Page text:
You have those nights for some reason or another, where you’re sitting there playing and you can’t hear yourself at all—so the only way you can keep your singing in pitch is when you hear the front row singing along, hoping they’re loud enough to give you something to sing to. Your voice is just going out into the world and you can’t hear it so you’ve gotta wait for them to fix it. I’ve just learned to sit there and enjoy that. I always think its funny when you go out and see young kids perform, have an issue, and start yelling at the monitor guy. That’s how you know when somebody hasn’t been out on the road very long—it’s a young guy thing to do. They’ll kick the monitor, the real cool guys, you know—kicking it like they’re mad at it. “Yeah, that way the young girls know it’s not my fault I’m playing bad.” [Laughs.]

What’s the biggest difference between where you’re at and who you are now, compared to when you started out?

I’m humbler. Looking back, I wonder if my first couple of albums got a little preachy at times. I’m older now, creakier and older—I think I’m turning into Fred Sanford out on the road.

You’ve been compared to comedians Mitch Hedberg and Bill Hicks. Did they influence your songwriting or performing?

George Carlin, too. I like Bill Hicks and George Carlin and think of those guys as writers. They didn’t do fart jokes or shit jokes. I’ve always thought of Steve Earl and Bill Hicks as being very similar guys. I felt such a kinship with Mitch Hedberg the first time I saw him and even wondered if he had ever seen me. I’m by no means saying he copied anything I did, not at all. Hell, as soon as I saw him I started copying him. It wasn’t too much of a stretch! [Laughs] He was great—just a stoned guy who writes. I get that. It’s very similar.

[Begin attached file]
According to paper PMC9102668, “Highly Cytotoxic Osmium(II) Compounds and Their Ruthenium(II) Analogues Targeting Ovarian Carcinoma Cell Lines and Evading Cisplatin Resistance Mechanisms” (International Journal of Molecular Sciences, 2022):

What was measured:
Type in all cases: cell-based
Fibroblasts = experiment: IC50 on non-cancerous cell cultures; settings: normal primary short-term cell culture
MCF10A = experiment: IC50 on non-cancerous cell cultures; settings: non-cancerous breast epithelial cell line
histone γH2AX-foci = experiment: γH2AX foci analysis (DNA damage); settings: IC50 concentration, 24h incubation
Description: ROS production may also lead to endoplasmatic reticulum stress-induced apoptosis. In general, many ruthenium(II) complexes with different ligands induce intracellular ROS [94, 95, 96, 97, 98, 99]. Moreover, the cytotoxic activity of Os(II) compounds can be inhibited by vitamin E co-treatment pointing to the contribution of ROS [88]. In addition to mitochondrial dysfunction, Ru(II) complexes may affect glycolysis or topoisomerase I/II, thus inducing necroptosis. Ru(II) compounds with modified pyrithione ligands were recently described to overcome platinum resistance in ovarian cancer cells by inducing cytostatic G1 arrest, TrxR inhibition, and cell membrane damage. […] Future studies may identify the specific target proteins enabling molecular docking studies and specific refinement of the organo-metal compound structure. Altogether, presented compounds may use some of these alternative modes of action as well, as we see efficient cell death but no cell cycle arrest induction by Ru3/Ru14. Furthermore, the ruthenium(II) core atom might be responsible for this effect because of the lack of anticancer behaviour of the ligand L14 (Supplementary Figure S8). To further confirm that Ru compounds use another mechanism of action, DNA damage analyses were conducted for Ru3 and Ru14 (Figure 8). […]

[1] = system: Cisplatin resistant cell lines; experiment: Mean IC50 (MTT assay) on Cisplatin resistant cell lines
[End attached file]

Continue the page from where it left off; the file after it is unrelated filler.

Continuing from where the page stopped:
I actually get to meet comedians a lot, and it always makes me think about how they would make such good country writers, with all due respect to country songwriters. It feels like a similar thought thing to me, like thinking in verses. If you’re doing it for more than just making people laugh, well that’s very much like songwriting. I should mention Lenny Bruce, too. A brilliant guy who really influenced me.

So what’s next for you?

Well, I’m excited about the live album. Oh, and next year when Jerry Jeff turns 70, I’m putting out an album of about 15 of his songs. I’ve already recorded about half of them.

I’m also working on an album of agnostic hymns and I’ll be opening a church—The Agnostic Church of Hope and Wonder. It’s kind of based on … umm… look, I went and saw Al Green, you know. He does the church thing and it seemed like he’s a little more addicted to the grift than he is Jesus. [Laughs.] I’m not against Jesus, but I like grifty shit and thought, “man, I gotta get in on that action.”

Weren’t you named the rightful heir to the title of Chief Poet of the Church of Buffett Orthodox a while back?

[Laughs] Hey, that’s right! I heard that a long time ago. I wonder, is there still a Church of Buffett Orthodox? There’s gotta be grift in that!